Last weekend marked the return of the art season, both in Chicago, and nationally maybe internationally too, I don’t know how they run things in Cologne. Perhaps it was a slight cold, or being exhausted from getting settled in a new home, but the whole business of going to the openings was taxing and a bit grating. It seemed crazier than last year’s season opener. More of a throng outside the 118 and 119 Peoria buildings, even with the rain, and there was a taxicab driving down Lake Street with its back door open. All we needed was a bra swaying from a lamppost as the harsh hangover light of the next morning peeked out from behind the clouds.
Grolsch was served at galleries in the West Loop at this past Friday's art season opening festivities.
People always make that statement along the lines of, “There is more stuff going on this weekend than one could possibly see, and that is good. It means the scene is growing here and blah, blah, blah.” But I don’t care. Most of the stuff isn’t worth going to. The fact that there is a lot of art stuff going on this weekend only means is that there is a lot of art stuff going on this weekend. If you aren’t seeing it, aren’t sojourning down to Pilsen or wherever, what does it matter? I know there is shitty art every city, but what does it mean when you see bars and coffee shops listed along with actual galleries and alternative spaces in the local rags? It doesn’t mean there is a healthy art scene.
Maybe I am getting older or bitter-er, or just falling out of love. Well, I never loved going round to openings. But it was just a trifle this time around. There were literally 2 billion, 1 million, 300 thousand and 2 freshman art students out. All cramming themselves into the West Loop spaces, all drinking the free Grolsch that flowed as if from some beer goddess’ supple tit. (Actually Grolsch is a great beer, and the classic jug with spring loaded stopper was brilliant). Running into people you’ve seen in a while is nice, and not so nice, as the case may be. But I just wanted to get out of there. It made me anxious and irritable. Maybe I should stop going to the big neighborhood openings like that. But then how would people know I am part of the scene? Shallow, but a thought I had nonetheless. Oh well. At lest I didn’t take pictures this time around. Because really, what is the point of taking pictures of a bunch of people at an opening over and over? The art changes, which is obscured by the people, who are always the same, but dressed slightly different.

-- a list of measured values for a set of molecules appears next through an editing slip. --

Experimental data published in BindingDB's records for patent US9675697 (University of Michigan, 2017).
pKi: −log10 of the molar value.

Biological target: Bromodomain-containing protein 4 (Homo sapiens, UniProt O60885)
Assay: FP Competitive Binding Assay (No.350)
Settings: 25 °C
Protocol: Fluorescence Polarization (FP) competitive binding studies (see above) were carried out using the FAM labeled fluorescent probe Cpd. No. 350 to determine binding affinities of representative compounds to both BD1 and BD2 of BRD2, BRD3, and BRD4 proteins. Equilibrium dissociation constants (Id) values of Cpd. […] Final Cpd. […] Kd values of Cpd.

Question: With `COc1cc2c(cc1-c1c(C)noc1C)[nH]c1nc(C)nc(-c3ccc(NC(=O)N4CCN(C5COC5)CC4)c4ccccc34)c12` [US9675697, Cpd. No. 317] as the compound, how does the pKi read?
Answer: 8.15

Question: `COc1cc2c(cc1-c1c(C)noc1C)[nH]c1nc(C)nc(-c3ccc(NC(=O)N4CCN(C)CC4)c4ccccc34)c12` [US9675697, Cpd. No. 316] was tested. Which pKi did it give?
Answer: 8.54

I was disinclined, therefore, to like anything I saw. But is this environment in anyway suitable to judge what is on view? Of course not. If you are annoyed, as would probably be the case for more than just I, than what chance are you going to give to the art? Openings are necessary, and the huge turn out is indeed a good sign, despite of what I said above. But there is an essential difference between going to openings and going to galleries to look at art. On Friday nights people go to be seen, on Saturdays they go to see the art.
So hopefully this Saturday I will be able to get around and actually see some things. And if I do, I’ll let you know.
This whole editorial is quite the opposite of last year’s head on tackling of the season Art or Idiocy? did. Existential crisis? Change of priorities? Who knows. Perhaps just a momentary lack of enthusiasm. But at any rate...
God speed and good sleep, dear Chicago!